Family Law Questions: It is common for one party to accumulate more, or sometimes all, of the superannuation that the parties have at the end of their marriage.
Unfortunately it is also common for that party to think that the super is theirs and theirs alone. After all, in their mind, they or their employer paid for it and the other party did not make any contribution to it.
The courts take a different view.
Superannuation entitlements accumulated during a marriage have long been regarded as matters to be brought into account in favour of both parties. Contributions by one spouse to superannuation usually mean the reduction of moneys available for the family. Employer contributions are usually part of an employment package and courts view employment entitlements during a relationship as being equally contributed to by both parties.
The same observations can be made regarding long service leave and redundancy entitlements.
Of course sometimes super, leave entitlements and redundancy packages are referrable to periods of employment some of which are outside the cohabitation period. In the past courts often apportioned those entitlements in percentage ways by comparing the period of cohabitation to the total period of fund membership (see West v Green).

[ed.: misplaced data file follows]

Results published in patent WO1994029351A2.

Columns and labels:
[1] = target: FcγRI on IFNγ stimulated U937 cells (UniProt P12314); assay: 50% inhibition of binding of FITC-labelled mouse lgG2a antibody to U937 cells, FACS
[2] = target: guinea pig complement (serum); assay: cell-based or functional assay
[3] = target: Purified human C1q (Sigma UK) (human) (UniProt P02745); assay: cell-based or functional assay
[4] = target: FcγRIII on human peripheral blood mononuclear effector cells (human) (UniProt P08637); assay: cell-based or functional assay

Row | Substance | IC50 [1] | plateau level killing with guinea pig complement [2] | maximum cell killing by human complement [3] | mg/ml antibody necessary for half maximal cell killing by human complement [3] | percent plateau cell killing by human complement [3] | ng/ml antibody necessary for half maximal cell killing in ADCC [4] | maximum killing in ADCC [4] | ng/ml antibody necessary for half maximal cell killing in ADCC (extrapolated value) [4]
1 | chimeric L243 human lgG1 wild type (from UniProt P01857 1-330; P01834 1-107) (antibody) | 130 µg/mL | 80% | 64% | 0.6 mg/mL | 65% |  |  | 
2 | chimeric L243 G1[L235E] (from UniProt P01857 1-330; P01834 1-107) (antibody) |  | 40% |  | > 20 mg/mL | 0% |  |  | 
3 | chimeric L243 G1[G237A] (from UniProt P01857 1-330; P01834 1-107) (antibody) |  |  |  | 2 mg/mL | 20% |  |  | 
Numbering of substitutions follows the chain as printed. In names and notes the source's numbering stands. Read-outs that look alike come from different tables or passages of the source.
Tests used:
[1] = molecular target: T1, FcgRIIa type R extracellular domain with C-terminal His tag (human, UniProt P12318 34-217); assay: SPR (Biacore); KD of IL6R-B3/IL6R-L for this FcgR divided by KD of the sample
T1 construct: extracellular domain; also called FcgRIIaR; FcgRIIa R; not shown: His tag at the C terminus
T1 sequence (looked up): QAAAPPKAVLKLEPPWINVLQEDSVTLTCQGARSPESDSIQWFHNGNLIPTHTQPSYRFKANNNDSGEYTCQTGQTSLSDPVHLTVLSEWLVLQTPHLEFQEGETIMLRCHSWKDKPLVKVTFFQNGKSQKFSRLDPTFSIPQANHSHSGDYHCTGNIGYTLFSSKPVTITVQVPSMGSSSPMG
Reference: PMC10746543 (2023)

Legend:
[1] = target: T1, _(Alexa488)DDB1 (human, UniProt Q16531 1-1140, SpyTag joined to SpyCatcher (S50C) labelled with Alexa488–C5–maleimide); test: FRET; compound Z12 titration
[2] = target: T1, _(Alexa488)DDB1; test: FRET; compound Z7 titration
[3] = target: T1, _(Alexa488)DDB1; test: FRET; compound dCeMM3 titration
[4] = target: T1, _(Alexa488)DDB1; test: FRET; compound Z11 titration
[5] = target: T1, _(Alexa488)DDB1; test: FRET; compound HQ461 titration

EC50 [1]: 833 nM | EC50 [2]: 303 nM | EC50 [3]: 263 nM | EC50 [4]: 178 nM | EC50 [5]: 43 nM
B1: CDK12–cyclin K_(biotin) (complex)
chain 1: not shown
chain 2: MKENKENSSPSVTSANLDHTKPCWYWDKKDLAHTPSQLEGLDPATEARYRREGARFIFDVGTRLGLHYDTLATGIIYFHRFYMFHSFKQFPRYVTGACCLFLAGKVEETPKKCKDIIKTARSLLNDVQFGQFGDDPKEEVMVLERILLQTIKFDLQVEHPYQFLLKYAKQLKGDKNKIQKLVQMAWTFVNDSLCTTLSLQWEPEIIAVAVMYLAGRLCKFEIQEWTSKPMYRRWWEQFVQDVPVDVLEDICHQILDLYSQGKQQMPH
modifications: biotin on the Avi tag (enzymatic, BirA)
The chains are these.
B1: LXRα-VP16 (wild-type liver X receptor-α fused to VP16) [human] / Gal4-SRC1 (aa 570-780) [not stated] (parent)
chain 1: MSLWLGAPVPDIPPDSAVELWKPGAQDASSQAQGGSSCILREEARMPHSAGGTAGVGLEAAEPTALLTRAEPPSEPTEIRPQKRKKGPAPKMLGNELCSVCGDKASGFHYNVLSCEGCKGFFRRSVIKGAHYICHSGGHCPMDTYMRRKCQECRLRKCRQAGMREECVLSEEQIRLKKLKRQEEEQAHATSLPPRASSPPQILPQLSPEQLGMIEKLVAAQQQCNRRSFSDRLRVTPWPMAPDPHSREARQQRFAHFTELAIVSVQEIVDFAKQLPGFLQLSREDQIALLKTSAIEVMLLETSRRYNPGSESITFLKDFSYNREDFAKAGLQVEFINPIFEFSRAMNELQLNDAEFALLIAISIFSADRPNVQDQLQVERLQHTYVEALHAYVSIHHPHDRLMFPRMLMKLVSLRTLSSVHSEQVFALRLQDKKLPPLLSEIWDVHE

In recent years the courts have rejected such a mathematical approach in favour of the exercise of a general discretion to do justice in each individual case. However it is clear that a party who has brought in or earned substantial super or other employment entitlements outside the period of the relationship will be considered to have made greater contributions to those entitlements than the other party. The exact sharing of those contributions will be a matter for the discretion of the Judge.
If you have superannuation, leave entitlements or redundancy packages and are concerned that your spouse may have a claim, or have other family law questions, contact us for advice specific to your circumstances.
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